Finding Courage In The Face of Chaos


Let’s be real.  In this moment in history, we as a society, are now in a position to take a deeper look at what authentic acknowledgement truly looks like.  During these difficult times, it’s almost impossible to escape what is happening around us: the domino effect of this Corona Virus Pandemic:  social distancing, restaurant and school closures, self-quarantine, working remotely from home. 

 There are many unknowns that not even the CDC can predict at this time such as: how long will this pandemic last for; when will employees be able to return to work, how will school-aged children be remotely educated, how many fatalities will result from this virus, and will the U.S. experience another economic recession.

While many are grieving the loss of what was once “normal” in their daily lives, we are now expected to face a “new normal”.  Having had few examples to educate us of what that looks like creates fear and anxiety for many of us. The future holds many unknowns which makes us struggle with a loss of control.   We may jump to conclusions that the worst -case scenario may happen: losing our jobs, grieving the ways things once were like, or fearing the death of ourselves and our loved ones.  

Remember, it’s normal to feel this way.  Practice deep acceptance of what is, instead of having a rigid view of how you wish things “should be”.  However uncomfortable this notion may be, allow this moment to be just as it is without judgement, or a need to have the answers right now.  When we are willing to give up specific expectations, and be present in this moment, we can recognize our humanity for what it truly is. We are fragile beings. 

While we have this precious time on earth, find the strength to share what you have with others: love, compassion, material possessions, food, money, attention, time.  This is what life is all about: thinking of others, and not just ourselves. 


Give yourself permission to experience any sensations that arise in this moment, however difficult it may be.  This is a wonderful opportunity to get to know your true self on the deepest level.  

Over our lifetime, we will experience some inevitable form of grief and loss.  With each event, there comes an invitation for emotional and spiritual growth. Each lesson learned that is conceived from our pain becomes a unique opportunity to pay it forward it some way.  We can perform acts of random kindness such as: checking in on a loved one who is in social isolation, make a charitable contribution to a worthy organization, forgive those who have wronged us when the time is right, reaching out to family members, friends, neighbors and colleagues.  By taking the initiative to help others gives us a greater sense of purpose. It also takes our minds off of our personal woes for a moment allowing us to have a deeper appreciation for what life has to offer.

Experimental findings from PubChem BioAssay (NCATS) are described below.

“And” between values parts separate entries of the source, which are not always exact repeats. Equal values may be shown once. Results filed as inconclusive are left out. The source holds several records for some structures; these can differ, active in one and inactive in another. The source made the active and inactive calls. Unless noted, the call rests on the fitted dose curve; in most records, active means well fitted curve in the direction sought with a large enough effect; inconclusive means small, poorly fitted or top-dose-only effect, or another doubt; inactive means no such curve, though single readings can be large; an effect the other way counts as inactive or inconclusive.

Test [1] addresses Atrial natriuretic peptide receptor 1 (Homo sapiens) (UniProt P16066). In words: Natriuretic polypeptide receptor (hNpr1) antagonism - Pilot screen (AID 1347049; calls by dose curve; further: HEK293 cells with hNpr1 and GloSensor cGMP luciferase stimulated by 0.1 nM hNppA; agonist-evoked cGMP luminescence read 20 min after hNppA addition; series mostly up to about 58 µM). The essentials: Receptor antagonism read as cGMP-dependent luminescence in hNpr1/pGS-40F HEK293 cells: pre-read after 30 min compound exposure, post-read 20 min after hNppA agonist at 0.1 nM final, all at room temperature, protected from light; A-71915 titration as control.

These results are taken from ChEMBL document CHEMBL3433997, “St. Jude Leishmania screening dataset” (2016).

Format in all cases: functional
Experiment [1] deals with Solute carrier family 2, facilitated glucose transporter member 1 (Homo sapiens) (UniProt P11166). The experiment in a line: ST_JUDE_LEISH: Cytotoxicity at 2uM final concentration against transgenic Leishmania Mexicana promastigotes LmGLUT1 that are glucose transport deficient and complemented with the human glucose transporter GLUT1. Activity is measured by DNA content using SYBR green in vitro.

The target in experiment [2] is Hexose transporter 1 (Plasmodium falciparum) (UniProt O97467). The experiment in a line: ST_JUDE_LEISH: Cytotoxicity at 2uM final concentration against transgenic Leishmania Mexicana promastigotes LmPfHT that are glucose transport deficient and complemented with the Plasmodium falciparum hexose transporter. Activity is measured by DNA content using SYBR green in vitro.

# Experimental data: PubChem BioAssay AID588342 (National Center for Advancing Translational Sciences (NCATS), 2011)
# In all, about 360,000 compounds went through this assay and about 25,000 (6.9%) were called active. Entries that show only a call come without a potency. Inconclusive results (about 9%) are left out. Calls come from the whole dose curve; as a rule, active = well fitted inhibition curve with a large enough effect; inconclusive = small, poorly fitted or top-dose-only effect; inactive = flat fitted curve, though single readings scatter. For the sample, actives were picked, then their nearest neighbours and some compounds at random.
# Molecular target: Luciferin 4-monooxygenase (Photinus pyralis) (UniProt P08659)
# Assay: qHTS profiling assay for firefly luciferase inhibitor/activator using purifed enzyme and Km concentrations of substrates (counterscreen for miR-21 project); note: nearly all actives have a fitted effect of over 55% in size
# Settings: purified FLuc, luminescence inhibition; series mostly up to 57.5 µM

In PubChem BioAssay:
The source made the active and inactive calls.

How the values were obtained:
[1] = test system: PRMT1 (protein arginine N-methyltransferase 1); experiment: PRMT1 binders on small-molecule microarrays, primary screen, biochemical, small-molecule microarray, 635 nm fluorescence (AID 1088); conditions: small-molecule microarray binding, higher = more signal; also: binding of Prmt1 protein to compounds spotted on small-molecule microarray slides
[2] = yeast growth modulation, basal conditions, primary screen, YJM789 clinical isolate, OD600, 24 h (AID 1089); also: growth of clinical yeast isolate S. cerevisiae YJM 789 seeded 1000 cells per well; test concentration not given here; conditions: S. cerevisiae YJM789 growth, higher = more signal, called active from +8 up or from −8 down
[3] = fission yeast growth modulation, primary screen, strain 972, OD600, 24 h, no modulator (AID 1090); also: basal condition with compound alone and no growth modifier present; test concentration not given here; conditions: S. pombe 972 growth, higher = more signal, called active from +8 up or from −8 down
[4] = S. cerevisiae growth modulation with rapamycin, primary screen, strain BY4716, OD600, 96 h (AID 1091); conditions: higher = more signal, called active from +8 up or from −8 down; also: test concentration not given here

So, the “big” question is:  Why is there so much suffering that leads to grief and loss?  Not having a clear-cut answer can lead to the feeling of tremendous doubt, defeat and uncertainty.  The unknowingness can make us question the true meaning of our existence. Why do some people suffer more that others? How do we deal with grief and loss when faced with complex external stressors such as surviving through this global pandemic?

Some Ways of Finding Inner Peace:

*Recognition of the realness of one’s emotional, psychological, spiritual and physical pain

*Practicing radical acceptance of what is

*Allowing all of life’s experiences to exist, and acknowledging that even grief and sorrow are an inevitable part of it

*Show sincere compassion for those who are suffering; validate their difficult emotional responses

*Create opportunities to have meaningful discussions  without a time constraint; offer your help

*Let’s make life’s unfairness less unfair by reaching out, and not run away from our obligations

*Grief and loss challenge us to look at our lives with a fresh perspective in spite of the discomfort

*Pain and suffering make us appreciate what we once took for granted before our new problems began


*Dealing with previous challenges that once seemed impossible to cope with now appear more manageable

*Allow opportunities to empathize for what other people may be going through

*Facing grief and loss especially during times of uncertainty is a test of our own will power to be present and still in the state of discomfort 

*Nothing lasts forever and this too shall pass

*Take the healthy risk of creating a shift of your awareness with flexibility, adaptability, vulnerability and courage


And the day came

when the risk to remain

tight in a bud was

more painful than the

risk it took to blossom.                                                                               

                  -Anais Nin


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